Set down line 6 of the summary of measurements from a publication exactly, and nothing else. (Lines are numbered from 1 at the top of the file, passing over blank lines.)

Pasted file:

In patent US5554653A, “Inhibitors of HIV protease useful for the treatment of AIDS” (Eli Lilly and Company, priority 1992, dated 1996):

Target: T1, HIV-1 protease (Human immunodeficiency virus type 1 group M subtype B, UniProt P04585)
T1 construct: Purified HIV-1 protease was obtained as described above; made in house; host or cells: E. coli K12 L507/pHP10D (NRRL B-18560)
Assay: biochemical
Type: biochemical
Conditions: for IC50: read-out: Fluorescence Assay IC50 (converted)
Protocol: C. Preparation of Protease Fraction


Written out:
Conditions: for IC50: read-out: Fluorescence Assay IC50 (converted)